she’s really taken off, she’s won a bunch more competitions. She applied to code launch again, the next time it ran and got accepted into the program, and got part of her app developed for her for free. And she’s just been kicking ass and taking names. And I’m so proud of her. And she’s a huge inspiration to me.
Michael Hingson 37:13
That’s pretty exciting. It’s It’s interesting when you can really have an impact on someone and their attitudes and what they do, I think that it’s important that we try to broaden people’s horizons. And I say it that way, because you broaden her horizons by getting her to focus in on a specific group of people. And I wonder if what you also said is true, which is that others outside of millennial African American women have gotten interested in her app.
Alissa Bartlett 37:49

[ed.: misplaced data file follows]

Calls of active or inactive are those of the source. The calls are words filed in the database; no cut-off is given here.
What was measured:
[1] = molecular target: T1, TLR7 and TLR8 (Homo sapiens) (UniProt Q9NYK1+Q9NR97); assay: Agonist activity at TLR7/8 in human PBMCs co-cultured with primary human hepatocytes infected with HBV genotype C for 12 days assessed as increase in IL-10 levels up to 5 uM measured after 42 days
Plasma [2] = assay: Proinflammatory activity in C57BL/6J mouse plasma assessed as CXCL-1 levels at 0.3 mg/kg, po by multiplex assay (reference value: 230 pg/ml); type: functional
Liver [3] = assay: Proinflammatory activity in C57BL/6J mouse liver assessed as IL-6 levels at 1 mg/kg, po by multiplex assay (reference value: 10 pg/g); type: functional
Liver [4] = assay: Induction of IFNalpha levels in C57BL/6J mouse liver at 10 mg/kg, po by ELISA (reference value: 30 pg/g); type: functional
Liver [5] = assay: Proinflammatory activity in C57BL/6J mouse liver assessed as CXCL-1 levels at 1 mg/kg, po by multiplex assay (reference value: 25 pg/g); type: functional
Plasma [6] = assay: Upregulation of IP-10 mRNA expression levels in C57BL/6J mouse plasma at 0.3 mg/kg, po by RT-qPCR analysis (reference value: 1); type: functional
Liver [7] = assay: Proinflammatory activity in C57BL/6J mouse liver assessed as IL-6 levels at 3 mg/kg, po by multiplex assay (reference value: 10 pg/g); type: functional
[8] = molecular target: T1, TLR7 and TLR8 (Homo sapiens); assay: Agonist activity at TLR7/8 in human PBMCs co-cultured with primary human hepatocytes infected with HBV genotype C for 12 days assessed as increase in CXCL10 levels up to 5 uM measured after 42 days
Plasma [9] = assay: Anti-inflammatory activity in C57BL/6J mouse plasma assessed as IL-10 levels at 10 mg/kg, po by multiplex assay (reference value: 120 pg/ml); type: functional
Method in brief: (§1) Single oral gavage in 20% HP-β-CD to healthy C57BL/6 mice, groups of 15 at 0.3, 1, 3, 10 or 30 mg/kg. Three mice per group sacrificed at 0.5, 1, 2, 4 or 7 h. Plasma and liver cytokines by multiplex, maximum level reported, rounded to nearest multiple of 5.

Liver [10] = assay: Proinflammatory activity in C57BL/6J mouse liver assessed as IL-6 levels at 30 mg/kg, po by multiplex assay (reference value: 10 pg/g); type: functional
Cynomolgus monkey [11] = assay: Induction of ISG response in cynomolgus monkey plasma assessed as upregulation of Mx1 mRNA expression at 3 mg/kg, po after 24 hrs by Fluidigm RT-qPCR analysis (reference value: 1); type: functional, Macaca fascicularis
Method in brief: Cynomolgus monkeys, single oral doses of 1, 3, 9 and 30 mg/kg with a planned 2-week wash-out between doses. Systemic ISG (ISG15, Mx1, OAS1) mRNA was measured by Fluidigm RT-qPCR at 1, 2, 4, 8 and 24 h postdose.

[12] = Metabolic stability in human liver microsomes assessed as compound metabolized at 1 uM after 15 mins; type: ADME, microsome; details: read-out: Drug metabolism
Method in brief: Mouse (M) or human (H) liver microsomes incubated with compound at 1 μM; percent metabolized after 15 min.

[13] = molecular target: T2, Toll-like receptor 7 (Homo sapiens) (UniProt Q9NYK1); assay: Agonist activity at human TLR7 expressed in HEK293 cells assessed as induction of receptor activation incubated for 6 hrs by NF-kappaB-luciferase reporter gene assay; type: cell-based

Yeah, they have. And, you know, one of the things that we talked about, as I said, you know, it’s so often that systems in our country are designed for the majority, the, not the majority of the, yeah, the majority group, right. So if that, let’s say that, it’s, you know, the education system, which is primarily designed for white children, and then the minority groups just have to adapt. And I said, you know, don’t black women deserve to have their own financial planning app that’s designed specifically for them? I think they deserve that. And, you know, it’s not a ton of differences. I’m not saying that African American women are that much different from white women. But there are some there, there are differences there. You know, they’re they’re dealing with different challenges and different hurdles, and they really deserve to have something that’s designed specifically for them. And the thing is, you can’t, you know, paint everyone in the same group with the same brushstroke. And there will be other people who are not necessarily an African American woman, but maybe they are a single mom. And, you know, maybe this app would be helpful to them, too. And it will attract other people and other demographic groups, but to really make it for an African American woman.